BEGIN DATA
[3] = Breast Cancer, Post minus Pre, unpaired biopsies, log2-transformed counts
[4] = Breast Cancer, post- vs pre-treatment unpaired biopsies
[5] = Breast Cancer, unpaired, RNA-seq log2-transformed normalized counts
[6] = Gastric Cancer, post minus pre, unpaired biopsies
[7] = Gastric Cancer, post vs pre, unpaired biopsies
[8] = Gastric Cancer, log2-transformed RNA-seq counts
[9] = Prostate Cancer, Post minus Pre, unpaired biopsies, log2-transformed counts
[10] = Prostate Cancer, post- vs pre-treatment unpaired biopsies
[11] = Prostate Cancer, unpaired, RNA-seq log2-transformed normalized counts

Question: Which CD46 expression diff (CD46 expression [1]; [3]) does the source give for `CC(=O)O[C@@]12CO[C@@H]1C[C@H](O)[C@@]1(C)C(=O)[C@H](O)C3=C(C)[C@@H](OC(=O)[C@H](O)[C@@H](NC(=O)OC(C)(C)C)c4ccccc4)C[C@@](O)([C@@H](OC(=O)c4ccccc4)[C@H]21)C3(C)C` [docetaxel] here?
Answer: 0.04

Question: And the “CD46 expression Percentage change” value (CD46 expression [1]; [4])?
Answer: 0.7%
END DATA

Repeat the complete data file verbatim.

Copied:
[3] = Breast Cancer, Post minus Pre, unpaired biopsies, log2-transformed counts
[4] = Breast Cancer, post- vs pre-treatment unpaired biopsies
[5] = Breast Cancer, unpaired, RNA-seq log2-transformed normalized counts
[6] = Gastric Cancer, post minus pre, unpaired biopsies
[7] = Gastric Cancer, post vs pre, unpaired biopsies
[8] = Gastric Cancer, log2-transformed RNA-seq counts
[9] = Prostate Cancer, Post minus Pre, unpaired biopsies, log2-transformed counts
[10] = Prostate Cancer, post- vs pre-treatment unpaired biopsies
[11] = Prostate Cancer, unpaired, RNA-seq log2-transformed normalized counts

Question: Which CD46 expression diff (CD46 expression [1]; [3]) does the source give for `CC(=O)O[C@@]12CO[C@@H]1C[C@H](O)[C@@]1(C)C(=O)[C@H](O)C3=C(C)[C@@H](OC(=O)[C@H](O)[C@@H](NC(=O)OC(C)(C)C)c4ccccc4)C[C@@](O)([C@@H](OC(=O)c4ccccc4)[C@H]21)C3(C)C` [docetaxel] here?
Answer: 0.04

Question: And the “CD46 expression Percentage change” value (CD46 expression [1]; [4])?
Answer: 0.7%